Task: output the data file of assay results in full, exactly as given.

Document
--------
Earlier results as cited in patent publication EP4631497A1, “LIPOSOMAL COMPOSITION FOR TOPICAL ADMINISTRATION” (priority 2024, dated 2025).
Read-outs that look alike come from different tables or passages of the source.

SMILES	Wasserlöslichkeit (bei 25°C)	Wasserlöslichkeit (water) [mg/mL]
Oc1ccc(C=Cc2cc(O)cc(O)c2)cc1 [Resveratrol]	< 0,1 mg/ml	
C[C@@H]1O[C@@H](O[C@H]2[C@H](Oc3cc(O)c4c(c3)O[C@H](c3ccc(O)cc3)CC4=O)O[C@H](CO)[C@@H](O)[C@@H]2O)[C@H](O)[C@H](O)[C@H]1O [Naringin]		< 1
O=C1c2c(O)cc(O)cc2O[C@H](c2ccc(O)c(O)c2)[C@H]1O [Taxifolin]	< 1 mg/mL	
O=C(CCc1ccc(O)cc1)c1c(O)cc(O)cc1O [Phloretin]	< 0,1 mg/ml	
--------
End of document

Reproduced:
Earlier results as cited in patent publication EP4631497A1, “LIPOSOMAL COMPOSITION FOR TOPICAL ADMINISTRATION” (priority 2024, dated 2025).
Read-outs that look alike come from different tables or passages of the source.

SMILES	Wasserlöslichkeit (bei 25°C)	Wasserlöslichkeit (water) [mg/mL]
Oc1ccc(C=Cc2cc(O)cc(O)c2)cc1 [Resveratrol]	< 0,1 mg/ml	
C[C@@H]1O[C@@H](O[C@H]2[C@H](Oc3cc(O)c4c(c3)O[C@H](c3ccc(O)cc3)CC4=O)O[C@H](CO)[C@@H](O)[C@@H]2O)[C@H](O)[C@H](O)[C@H]1O [Naringin]		< 1
O=C1c2c(O)cc(O)cc2O[C@H](c2ccc(O)c(O)c2)[C@H]1O [Taxifolin]	< 1 mg/mL	
O=C(CCc1ccc(O)cc1)c1c(O)cc(O)cc1O [Phloretin]	< 0,1 mg/ml	